Do you see this as a multi-year budget reduction cycle?
Yes. The university's endowment payout policy employs a smoothing formula that dampens and buffers the effect of sharp volatility in investment returns. But it buffers it, in effect, by postponing budget reductions and spreading them out over several years.
It is very hard to project further than the next two years, given that so much of our revenue depends on investments. Many people think we are at the beginning of a multi-year downturn. Others hope we will recover more quickly, as we did when the dot-com bubble burst in 2001 and 2002. But this is unlikely, since the current economic uncertainty is much more widespread. The dot-com decline involved a much smaller piece of the economy, one that affected us locally and disproportionately. What we are seeing now, however, involves the entire U.S. economy and, indeed, the world economy.
There are many indirect effects of such a broad economic downturn: Financial aid goes up and philanthropy goes down. Another indirect effect is that the country will very likely not be able to afford the science investments that it should make. Every source of university revenue is affected.
Do you see a slowdown in planned capital improvements?
Yes. Obviously, we have a very large capital plan—one of the largest in university history. It is driven in part by the need to replace and upgrade many of our aging science and engineering facilities. But we also need to create, for instance, a new facility for the art department and a new campus for the Graduate School of Business. Those projects currently under way will go forward.
Will all the projects in the capital plan be built at the speed we had originally hoped? No. We plan to delay some of them, whether by six months, one year or two years, depending on the project. Those delays are helpful in that they not only defer construction outlays, they also postpone debt service, utilities, operations and maintenance, and so forth. We have also told all of the deans that we do not intend to add any new projects to the capital plan at this time.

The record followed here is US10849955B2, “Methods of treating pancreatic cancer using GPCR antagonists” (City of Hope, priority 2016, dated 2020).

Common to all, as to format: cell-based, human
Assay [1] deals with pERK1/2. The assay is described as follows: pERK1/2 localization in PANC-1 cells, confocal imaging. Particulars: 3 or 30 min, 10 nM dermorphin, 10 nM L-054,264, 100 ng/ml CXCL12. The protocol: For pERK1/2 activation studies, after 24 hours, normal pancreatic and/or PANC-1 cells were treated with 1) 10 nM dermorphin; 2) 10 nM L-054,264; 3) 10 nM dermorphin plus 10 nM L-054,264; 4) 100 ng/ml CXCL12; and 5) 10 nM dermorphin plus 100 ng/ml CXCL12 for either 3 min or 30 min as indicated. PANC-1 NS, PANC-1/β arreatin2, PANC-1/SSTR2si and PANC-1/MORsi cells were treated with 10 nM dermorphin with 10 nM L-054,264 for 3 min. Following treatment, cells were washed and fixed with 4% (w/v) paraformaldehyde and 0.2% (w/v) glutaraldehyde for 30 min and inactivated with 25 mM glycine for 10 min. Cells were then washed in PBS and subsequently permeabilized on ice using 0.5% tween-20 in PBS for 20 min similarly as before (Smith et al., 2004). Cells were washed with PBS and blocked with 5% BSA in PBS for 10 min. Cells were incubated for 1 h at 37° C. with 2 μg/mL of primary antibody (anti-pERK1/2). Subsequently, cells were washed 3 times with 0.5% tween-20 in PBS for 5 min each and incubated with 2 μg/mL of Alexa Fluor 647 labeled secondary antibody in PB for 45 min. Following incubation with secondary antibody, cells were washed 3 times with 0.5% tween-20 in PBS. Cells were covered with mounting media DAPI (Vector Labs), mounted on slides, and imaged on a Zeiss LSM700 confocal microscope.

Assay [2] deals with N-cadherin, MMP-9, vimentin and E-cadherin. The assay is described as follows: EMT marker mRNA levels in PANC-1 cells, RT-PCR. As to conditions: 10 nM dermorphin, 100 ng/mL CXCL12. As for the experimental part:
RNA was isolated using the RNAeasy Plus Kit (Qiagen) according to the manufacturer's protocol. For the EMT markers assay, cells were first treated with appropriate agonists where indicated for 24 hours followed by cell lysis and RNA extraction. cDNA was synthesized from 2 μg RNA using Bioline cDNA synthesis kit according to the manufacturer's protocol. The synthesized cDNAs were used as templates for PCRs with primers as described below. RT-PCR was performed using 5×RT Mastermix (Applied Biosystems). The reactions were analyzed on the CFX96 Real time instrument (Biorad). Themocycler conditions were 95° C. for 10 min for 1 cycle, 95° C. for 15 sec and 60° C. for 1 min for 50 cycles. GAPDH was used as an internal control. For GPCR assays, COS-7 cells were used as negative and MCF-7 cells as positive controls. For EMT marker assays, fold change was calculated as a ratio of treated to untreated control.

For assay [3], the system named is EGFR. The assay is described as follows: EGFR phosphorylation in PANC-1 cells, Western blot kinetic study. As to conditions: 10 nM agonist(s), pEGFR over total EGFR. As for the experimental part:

Will there be any reduction in financial aid commitments?
No, in fact, exactly the opposite. When things tighten in the economy, our financial aid bill goes up because we guarantee enough financial aid for admitted domestic students to allow them to attend Stanford. If a student's family financial situation deteriorates, we fill in the difference. We will absolutely keep our commitment to provide that aid. The brightest students should be able to continue to attend Stanford regardless of their ability to pay. Future generations also deserve that same access to a Stanford education.
How should the campus community prepare for what is ahead?
I would like to ask everyone to look at what they currently do, at their expenditures and at their discretionary spending. They should be asking themselves: Are there things we can do without or purchases we can delay? Are there functions we can do in a less costly way? Can we be more strategic in our use of resources? We should all look for savings in the current year. Anything saved in the current year will put your department or school in a better position going into fiscal year '10 and require fewer cuts going forward. I would ask the whole community to adopt a more frugal mindset.
It can be very healthy for the institution to rethink whether some of our growth can be funded through a reduction in old ventures. We intend to make this a healthy, strategic process as opposed to a thoughtless, across-the-board reduction. We can maintain our momentum, particularly as measured against the background of the entire field of higher education. Stanford continues to be in a very enviable position, and that will remain the case because other institutions face exactly the same forces.